Brooks, W. R. and R. N. Mariscal. 1984. The acclimation of anemone fishes to sea anemones: protection by changes in the fish's mucous coat. Journal of Experimental Marine Biology and Ecology 81: 277-285.

Collingwood, C. 1868. Note on the existence of gigantic sea-anemones in the China Sea, containing within them quasi-parasitic fish. Annals and Magazine of Natural History, series 4, 1: 31-33.

Crespigny, C. C. de. 1869. Notes on the friendship existing between the malacopterygian fish Premnas biaculeatus and the Actinia crassicornis. Proceedings of the Zoological Society of London 1869: 248-249.

Cutress, C. E. 1977. Orders Corallimorpharia, Actiniaria, and Ceriantharia. In: Reef and Shore Fauna of Hawaii, Section 1: Protozoa through Ctenophora. D. M. Devaney and L. G. Eldredge, editors. Bernice P. Bishop Museum Special Publication 64, Honolulu, Hawaii, pages 130-147.

Cutress, C. E. and A. C. Arneson. 1987. Sea anemones of Enewetak Atoll. In: The Natural History of Enewetak Atoll. D. M. Devaney, E. S. Reese, B. L. Burch, and P. Helfrich, editors. Office of Science and Technology Information, U. S. Department of Energy, Washington, D.C., pages 53-61 (chapter 6).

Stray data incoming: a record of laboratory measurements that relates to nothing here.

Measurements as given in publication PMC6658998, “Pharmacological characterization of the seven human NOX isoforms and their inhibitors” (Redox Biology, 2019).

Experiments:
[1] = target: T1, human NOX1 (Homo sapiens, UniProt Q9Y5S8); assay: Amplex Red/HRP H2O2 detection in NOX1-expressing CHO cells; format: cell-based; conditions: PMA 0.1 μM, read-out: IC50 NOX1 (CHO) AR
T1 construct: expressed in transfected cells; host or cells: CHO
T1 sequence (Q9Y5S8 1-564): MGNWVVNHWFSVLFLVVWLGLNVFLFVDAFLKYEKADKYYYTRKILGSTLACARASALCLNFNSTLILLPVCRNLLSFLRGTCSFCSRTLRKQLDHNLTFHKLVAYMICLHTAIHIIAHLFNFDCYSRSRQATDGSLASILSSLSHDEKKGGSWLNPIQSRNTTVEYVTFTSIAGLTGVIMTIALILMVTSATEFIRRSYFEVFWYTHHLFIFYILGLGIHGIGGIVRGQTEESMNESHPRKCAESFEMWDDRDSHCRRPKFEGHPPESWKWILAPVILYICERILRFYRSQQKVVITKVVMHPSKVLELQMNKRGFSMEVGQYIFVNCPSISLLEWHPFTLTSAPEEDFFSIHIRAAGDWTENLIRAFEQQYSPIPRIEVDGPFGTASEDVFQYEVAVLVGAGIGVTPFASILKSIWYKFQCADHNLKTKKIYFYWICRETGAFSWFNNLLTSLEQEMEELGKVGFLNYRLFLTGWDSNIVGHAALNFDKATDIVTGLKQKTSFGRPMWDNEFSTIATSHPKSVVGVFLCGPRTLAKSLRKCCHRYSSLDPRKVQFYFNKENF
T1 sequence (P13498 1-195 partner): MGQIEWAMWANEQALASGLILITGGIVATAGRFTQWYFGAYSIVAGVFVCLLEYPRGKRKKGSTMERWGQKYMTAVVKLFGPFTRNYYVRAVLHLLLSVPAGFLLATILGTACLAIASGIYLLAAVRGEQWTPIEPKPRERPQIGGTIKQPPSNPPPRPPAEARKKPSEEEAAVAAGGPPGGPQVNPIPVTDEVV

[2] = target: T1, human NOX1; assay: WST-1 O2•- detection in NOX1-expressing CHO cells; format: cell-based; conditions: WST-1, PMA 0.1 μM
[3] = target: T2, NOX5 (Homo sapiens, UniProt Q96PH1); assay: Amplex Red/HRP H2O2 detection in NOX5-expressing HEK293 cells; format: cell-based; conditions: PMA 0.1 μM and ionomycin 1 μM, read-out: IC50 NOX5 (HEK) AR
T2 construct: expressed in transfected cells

Davenport, D. and K. S. Norris. 1958. Observations on the symbiosis of the sea anemone Stoichactis and the pomacentrid fish, Amphiprion percula. Biological Bulletin 115: 397-410.

Doumenc, D. 1973. Notes sur les actinies de Polynèsie Française. Cahiers du Pacifique 17: 173-204.

Dunn, D. F. 1974. Radianthus papillosa (Coelenterata, Actiniaria) redescribed from Hawaii. Pacific Science 28(2): 171-179.

Dunn, D. F. 1981. The clownfish sea anemones: Stichodactylidae (Coelenterata: Actiniaria) and other sea anemones symbiotic with pomacentrid fishes. Transactions of the American Philosophical Society 71: 1-115.

Fautin, D. G. 1985. Competition by anemone fishes for host actinians. Proceedings of the Fifth International Coral Reef Congress, Tahiti 5: 373-377.

Fautin, D. G. 1986. Why do anemonefishes inhabit only some host actinians? Environmental Biology of Fishes 15(3): 171-180.

Fautin, D. G. 1987. Who are those little orange fish and why are they living in a sea anemone? Pacific Discovery 40(2): 18-29.

Fautin, D. G. 1988. Sea anemones of Madang Province. Science in New Guinea 14(1): 22-29.

Fautin, D. G. 1989. Sexual stunts of clownfish. Natural History 9/89: 42-47.

Fautin, D. G. 1990. The anemonefish symbiosis: what is known and what is not. Symbiosis 10: 23-46.

Fautin, D. G. 1992. Anemonefish recruitment: the roles of order and chance. Symbiosis 14: 143-160.

Fishelson, L. 1965. Observations and experiments on the Red Sea anemones and their symbiotic fish Amphiprion bicinctus. Bulletin of the Israel Sea Fisheries Research Station, Haifa 39: 3-14. Fishelson, L. 1970. Protogynous sex reversal in the Anthias squamipinnis (Teleostei, Anthiidae) regulated by presence or absence of male fish. Nature (London) 227: 90-91.

Fricke, H. W. 1973. Individual partner recognition in fish: field studies on Amphiprion bicinctus. Naturwissenschaften 60: 204-205.